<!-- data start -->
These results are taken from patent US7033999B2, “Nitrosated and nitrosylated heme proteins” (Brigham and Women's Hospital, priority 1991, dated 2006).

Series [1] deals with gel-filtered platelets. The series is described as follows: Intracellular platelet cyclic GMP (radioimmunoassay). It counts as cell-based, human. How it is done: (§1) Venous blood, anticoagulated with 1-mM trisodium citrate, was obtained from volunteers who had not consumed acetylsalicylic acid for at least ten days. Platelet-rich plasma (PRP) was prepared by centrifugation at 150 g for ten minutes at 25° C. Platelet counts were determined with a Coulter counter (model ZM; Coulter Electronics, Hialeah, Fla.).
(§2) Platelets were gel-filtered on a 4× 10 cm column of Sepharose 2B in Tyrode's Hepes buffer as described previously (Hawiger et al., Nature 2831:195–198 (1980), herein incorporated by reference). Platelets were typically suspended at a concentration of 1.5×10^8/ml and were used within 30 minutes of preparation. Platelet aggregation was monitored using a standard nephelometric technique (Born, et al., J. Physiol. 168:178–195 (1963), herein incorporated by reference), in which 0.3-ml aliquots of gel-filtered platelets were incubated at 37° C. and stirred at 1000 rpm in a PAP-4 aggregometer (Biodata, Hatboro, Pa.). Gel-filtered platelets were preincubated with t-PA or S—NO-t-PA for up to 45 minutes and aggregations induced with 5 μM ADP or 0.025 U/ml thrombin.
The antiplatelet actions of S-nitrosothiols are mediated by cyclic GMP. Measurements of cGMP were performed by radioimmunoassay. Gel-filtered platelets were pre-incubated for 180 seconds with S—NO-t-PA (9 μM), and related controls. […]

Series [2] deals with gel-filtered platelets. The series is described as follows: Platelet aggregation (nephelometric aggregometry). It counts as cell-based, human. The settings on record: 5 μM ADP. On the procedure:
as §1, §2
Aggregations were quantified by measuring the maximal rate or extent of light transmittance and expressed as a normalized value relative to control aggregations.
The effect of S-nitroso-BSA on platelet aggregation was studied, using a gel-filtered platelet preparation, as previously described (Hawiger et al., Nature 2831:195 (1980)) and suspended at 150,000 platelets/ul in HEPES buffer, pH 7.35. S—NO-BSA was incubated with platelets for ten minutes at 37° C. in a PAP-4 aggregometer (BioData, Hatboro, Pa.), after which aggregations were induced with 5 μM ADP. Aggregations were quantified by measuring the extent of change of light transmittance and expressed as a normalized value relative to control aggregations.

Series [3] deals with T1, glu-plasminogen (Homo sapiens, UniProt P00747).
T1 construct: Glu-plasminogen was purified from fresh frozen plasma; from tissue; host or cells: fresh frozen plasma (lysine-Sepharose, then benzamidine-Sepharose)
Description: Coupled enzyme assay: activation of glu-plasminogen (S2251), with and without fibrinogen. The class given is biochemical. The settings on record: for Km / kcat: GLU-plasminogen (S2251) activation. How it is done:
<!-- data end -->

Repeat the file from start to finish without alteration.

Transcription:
These results are taken from patent US7033999B2, “Nitrosated and nitrosylated heme proteins” (Brigham and Women's Hospital, priority 1991, dated 2006).

Series [1] deals with gel-filtered platelets. The series is described as follows: Intracellular platelet cyclic GMP (radioimmunoassay). It counts as cell-based, human. How it is done: (§1) Venous blood, anticoagulated with 1-mM trisodium citrate, was obtained from volunteers who had not consumed acetylsalicylic acid for at least ten days. Platelet-rich plasma (PRP) was prepared by centrifugation at 150 g for ten minutes at 25° C. Platelet counts were determined with a Coulter counter (model ZM; Coulter Electronics, Hialeah, Fla.).
(§2) Platelets were gel-filtered on a 4× 10 cm column of Sepharose 2B in Tyrode's Hepes buffer as described previously (Hawiger et al., Nature 2831:195–198 (1980), herein incorporated by reference). Platelets were typically suspended at a concentration of 1.5×10^8/ml and were used within 30 minutes of preparation. Platelet aggregation was monitored using a standard nephelometric technique (Born, et al., J. Physiol. 168:178–195 (1963), herein incorporated by reference), in which 0.3-ml aliquots of gel-filtered platelets were incubated at 37° C. and stirred at 1000 rpm in a PAP-4 aggregometer (Biodata, Hatboro, Pa.). Gel-filtered platelets were preincubated with t-PA or S—NO-t-PA for up to 45 minutes and aggregations induced with 5 μM ADP or 0.025 U/ml thrombin.
The antiplatelet actions of S-nitrosothiols are mediated by cyclic GMP. Measurements of cGMP were performed by radioimmunoassay. Gel-filtered platelets were pre-incubated for 180 seconds with S—NO-t-PA (9 μM), and related controls. […]

Series [2] deals with gel-filtered platelets. The series is described as follows: Platelet aggregation (nephelometric aggregometry). It counts as cell-based, human. The settings on record: 5 μM ADP. On the procedure:
as §1, §2
Aggregations were quantified by measuring the maximal rate or extent of light transmittance and expressed as a normalized value relative to control aggregations.
The effect of S-nitroso-BSA on platelet aggregation was studied, using a gel-filtered platelet preparation, as previously described (Hawiger et al., Nature 2831:195 (1980)) and suspended at 150,000 platelets/ul in HEPES buffer, pH 7.35. S—NO-BSA was incubated with platelets for ten minutes at 37° C. in a PAP-4 aggregometer (BioData, Hatboro, Pa.), after which aggregations were induced with 5 μM ADP. Aggregations were quantified by measuring the extent of change of light transmittance and expressed as a normalized value relative to control aggregations.

Series [3] deals with T1, glu-plasminogen (Homo sapiens, UniProt P00747).
T1 construct: Glu-plasminogen was purified from fresh frozen plasma; from tissue; host or cells: fresh frozen plasma (lysine-Sepharose, then benzamidine-Sepharose)
Description: Coupled enzyme assay: activation of glu-plasminogen (S2251), with and without fibrinogen. The class given is biochemical. The settings on record: for Km / kcat: GLU-plasminogen (S2251) activation. How it is done: